SPRINGFIELD, NJ-In his first Education column, “Implications for Traditional Public Schools When Charter Schools Close,” Stephen Coffin an Adjunct Professor at Montclair State University and education scholar, presents focuses on Charter schools.  He finds the regulations dealing with the possible closing of a charter school are unclear and in his opinion, the public would be served well by much greater clarity.  The lack of clarity has serious implications for host traditional public school districts concerning the disposition of charter school assets should the local charter school close.

At Montclair State, his focus is Education Finance and Administration.  That focus benefitted from his time as a Researcher at the National Institute for Early Education (www.nieer.org) and as an education-focused scholar.  We expect him to periodically contribute a column on education for TAPinto Springfield. 

In the United States, the number of charter schools increased from 3,000 in 2003-04 to 6,500 in 2013-14.  The power to authorize a charter school differs from state to state.  In New Jersey, that power lies solely with the state.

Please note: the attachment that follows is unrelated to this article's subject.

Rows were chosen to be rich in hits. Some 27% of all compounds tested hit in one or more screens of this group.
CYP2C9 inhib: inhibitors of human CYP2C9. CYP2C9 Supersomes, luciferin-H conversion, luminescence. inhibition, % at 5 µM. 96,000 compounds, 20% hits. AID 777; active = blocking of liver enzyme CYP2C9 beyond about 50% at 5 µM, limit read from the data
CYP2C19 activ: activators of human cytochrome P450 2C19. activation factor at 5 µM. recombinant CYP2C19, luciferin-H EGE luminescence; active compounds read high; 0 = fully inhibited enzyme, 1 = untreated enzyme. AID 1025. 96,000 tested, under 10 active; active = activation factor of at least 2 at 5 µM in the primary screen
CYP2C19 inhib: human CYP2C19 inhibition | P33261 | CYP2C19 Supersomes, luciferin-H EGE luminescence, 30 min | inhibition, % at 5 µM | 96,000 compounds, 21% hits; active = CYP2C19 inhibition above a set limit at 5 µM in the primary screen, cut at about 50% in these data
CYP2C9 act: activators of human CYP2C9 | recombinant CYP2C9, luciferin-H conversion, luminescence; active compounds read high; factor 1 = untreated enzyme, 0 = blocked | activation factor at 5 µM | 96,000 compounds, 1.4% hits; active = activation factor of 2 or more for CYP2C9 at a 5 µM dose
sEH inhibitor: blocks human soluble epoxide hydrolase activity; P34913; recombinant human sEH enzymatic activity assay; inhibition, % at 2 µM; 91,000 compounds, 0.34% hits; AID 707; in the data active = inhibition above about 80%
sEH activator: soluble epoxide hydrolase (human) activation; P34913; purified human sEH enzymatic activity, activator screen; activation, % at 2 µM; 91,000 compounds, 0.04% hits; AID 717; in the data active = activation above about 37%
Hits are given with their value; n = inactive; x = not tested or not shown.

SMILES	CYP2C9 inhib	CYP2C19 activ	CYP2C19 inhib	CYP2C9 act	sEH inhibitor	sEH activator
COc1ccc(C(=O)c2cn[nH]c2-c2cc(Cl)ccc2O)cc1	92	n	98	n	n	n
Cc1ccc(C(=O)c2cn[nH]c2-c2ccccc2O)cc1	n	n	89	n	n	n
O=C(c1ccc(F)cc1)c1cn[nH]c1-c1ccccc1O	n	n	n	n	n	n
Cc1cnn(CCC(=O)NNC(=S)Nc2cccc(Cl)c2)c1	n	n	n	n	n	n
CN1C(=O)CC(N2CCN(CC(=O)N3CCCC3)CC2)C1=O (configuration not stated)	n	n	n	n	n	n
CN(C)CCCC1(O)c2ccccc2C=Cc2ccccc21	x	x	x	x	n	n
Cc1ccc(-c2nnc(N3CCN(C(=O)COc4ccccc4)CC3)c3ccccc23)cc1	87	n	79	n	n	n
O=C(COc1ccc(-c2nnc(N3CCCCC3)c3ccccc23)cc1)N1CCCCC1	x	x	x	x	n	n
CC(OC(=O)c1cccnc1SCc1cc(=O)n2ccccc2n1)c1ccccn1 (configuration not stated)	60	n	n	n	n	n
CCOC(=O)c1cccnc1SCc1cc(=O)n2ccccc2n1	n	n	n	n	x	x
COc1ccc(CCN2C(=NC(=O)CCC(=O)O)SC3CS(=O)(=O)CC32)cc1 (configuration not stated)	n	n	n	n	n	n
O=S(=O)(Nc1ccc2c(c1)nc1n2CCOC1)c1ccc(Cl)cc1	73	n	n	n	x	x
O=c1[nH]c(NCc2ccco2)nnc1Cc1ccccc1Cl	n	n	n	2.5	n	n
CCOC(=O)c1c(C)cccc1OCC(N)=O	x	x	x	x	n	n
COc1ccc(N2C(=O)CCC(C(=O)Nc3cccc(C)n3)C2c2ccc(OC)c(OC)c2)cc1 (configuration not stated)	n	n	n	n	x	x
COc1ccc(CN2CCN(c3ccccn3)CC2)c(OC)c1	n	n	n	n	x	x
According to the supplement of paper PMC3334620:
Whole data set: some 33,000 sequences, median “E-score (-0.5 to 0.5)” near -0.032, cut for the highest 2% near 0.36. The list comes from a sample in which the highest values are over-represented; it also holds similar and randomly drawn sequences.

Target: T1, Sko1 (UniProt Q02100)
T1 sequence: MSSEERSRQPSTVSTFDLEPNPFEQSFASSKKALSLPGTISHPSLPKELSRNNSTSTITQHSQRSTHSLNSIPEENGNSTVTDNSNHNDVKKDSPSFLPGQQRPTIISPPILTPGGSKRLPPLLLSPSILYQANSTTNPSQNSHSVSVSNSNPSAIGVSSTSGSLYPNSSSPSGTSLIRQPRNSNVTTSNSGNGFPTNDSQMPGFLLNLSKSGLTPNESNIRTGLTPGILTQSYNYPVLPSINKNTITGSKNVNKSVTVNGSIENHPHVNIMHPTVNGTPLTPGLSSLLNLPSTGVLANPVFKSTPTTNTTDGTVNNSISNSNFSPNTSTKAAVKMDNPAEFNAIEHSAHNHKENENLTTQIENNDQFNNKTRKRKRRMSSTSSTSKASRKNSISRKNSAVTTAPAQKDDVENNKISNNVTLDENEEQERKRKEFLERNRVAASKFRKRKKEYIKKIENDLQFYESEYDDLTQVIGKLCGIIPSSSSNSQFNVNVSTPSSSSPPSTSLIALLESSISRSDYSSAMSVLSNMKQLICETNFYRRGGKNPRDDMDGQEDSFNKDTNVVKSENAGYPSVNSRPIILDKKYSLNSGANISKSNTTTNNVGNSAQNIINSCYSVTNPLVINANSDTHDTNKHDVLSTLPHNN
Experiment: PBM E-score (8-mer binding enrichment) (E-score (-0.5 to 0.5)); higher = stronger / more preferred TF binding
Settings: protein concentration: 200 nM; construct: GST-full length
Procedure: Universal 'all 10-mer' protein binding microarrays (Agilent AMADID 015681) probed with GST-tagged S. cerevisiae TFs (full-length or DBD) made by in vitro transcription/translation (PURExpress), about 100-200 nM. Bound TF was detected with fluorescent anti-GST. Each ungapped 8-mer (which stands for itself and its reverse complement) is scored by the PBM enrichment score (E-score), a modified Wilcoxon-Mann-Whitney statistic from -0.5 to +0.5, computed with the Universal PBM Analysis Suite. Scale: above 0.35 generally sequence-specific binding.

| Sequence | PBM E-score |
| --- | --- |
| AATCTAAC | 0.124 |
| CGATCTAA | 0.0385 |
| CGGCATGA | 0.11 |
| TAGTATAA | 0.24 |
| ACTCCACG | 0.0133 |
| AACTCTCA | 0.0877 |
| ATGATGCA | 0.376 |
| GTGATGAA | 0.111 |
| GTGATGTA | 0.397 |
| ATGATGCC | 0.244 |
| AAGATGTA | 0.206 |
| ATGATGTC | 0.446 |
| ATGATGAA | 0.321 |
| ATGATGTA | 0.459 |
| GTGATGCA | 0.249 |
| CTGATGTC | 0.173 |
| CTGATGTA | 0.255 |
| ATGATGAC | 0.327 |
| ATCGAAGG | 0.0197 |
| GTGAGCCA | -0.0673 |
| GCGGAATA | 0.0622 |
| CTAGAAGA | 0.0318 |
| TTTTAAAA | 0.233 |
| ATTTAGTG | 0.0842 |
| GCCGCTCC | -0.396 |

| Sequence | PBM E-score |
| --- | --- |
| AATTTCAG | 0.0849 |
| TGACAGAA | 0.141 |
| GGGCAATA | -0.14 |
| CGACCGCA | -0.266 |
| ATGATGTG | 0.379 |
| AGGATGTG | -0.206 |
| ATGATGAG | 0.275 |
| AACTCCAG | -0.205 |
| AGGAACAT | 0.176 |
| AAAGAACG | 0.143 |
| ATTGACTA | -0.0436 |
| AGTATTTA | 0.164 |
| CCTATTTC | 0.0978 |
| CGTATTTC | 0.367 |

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According to the New Jersey Charter Schools Association, there are 89 charter schools in New Jersey serving more than 40,000 students.  None of the charter schools is in Springfield Township.   However, there are five in Union County.  They are College Achieve Central Charter School, the Barack Obama Green Charter School, Cresthaven Academy Charter School, the Queen City Academy Charter School and the Union County Teams Charter School. They are all in Plainfield. 

Steve’s column provides an introduction to the individual consider the father of charter schools and how charter schools fit in the broader educational landscape.

Click the link to visit his column, Education: Insight and Outlook.